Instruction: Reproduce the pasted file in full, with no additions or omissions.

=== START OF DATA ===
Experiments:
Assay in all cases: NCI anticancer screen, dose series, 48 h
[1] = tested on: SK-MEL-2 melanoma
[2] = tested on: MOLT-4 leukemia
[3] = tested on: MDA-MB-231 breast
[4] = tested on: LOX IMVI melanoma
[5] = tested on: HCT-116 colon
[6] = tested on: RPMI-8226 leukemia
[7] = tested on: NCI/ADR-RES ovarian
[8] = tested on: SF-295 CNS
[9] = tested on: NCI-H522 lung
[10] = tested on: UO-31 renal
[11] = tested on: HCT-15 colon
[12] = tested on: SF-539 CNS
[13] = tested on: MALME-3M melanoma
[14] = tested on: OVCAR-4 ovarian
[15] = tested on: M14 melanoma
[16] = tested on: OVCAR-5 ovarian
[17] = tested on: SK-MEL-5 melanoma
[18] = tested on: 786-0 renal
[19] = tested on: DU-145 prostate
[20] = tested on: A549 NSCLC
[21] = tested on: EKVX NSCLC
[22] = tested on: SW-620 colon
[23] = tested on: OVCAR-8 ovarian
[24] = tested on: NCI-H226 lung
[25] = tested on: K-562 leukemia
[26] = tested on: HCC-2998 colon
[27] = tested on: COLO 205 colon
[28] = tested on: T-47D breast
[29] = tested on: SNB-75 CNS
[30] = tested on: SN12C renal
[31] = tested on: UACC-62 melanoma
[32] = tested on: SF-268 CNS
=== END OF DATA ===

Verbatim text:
Experiments:
Assay in all cases: NCI anticancer screen, dose series, 48 h
[1] = tested on: SK-MEL-2 melanoma
[2] = tested on: MOLT-4 leukemia
[3] = tested on: MDA-MB-231 breast
[4] = tested on: LOX IMVI melanoma
[5] = tested on: HCT-116 colon
[6] = tested on: RPMI-8226 leukemia
[7] = tested on: NCI/ADR-RES ovarian
[8] = tested on: SF-295 CNS
[9] = tested on: NCI-H522 lung
[10] = tested on: UO-31 renal
[11] = tested on: HCT-15 colon
[12] = tested on: SF-539 CNS
[13] = tested on: MALME-3M melanoma
[14] = tested on: OVCAR-4 ovarian
[15] = tested on: M14 melanoma
[16] = tested on: OVCAR-5 ovarian
[17] = tested on: SK-MEL-5 melanoma
[18] = tested on: 786-0 renal
[19] = tested on: DU-145 prostate
[20] = tested on: A549 NSCLC
[21] = tested on: EKVX NSCLC
[22] = tested on: SW-620 colon
[23] = tested on: OVCAR-8 ovarian
[24] = tested on: NCI-H226 lung
[25] = tested on: K-562 leukemia
[26] = tested on: HCC-2998 colon
[27] = tested on: COLO 205 colon
[28] = tested on: T-47D breast
[29] = tested on: SNB-75 CNS
[30] = tested on: SN12C renal
[31] = tested on: UACC-62 melanoma
[32] = tested on: SF-268 CNS